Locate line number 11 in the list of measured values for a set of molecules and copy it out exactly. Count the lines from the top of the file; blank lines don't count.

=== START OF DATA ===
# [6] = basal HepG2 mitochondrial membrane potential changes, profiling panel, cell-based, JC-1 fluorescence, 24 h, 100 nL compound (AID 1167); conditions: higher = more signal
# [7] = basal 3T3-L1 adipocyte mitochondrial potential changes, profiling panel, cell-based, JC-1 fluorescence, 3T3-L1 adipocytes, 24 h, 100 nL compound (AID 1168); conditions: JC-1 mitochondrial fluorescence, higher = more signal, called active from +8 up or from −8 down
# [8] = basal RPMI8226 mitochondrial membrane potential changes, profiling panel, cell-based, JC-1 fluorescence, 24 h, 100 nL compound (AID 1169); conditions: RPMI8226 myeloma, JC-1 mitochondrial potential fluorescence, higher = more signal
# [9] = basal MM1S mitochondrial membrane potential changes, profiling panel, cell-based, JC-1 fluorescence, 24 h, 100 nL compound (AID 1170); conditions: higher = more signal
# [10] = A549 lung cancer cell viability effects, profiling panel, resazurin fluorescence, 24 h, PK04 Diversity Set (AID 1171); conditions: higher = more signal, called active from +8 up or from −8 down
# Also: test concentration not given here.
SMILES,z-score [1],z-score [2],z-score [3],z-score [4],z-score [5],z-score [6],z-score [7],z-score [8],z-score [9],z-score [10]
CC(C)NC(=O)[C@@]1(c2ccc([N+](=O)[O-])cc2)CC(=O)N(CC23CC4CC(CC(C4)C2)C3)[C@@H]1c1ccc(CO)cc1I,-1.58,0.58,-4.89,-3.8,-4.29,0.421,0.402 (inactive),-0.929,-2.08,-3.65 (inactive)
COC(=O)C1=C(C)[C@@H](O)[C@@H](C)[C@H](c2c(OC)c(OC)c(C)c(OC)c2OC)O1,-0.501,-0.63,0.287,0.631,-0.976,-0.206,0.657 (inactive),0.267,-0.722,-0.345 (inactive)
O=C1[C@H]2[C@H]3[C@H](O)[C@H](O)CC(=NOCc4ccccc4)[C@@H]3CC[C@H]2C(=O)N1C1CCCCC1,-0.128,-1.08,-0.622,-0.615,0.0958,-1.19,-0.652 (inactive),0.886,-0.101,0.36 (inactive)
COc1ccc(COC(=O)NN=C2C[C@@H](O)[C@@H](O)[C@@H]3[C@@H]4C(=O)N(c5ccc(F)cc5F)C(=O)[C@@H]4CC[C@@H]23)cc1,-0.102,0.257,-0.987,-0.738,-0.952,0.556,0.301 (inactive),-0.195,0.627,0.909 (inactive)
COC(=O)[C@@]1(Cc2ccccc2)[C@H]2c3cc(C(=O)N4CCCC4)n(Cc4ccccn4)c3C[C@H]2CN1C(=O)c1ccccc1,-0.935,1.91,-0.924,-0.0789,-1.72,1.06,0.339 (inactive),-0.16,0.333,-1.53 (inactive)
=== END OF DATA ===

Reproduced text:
COc1ccc(COC(=O)NN=C2C[C@@H](O)[C@@H](O)[C@@H]3[C@@H]4C(=O)N(c5ccc(F)cc5F)C(=O)[C@@H]4CC[C@@H]23)cc1,-0.102,0.257,-0.987,-0.738,-0.952,0.556,0.301 (inactive),-0.195,0.627,0.909 (inactive)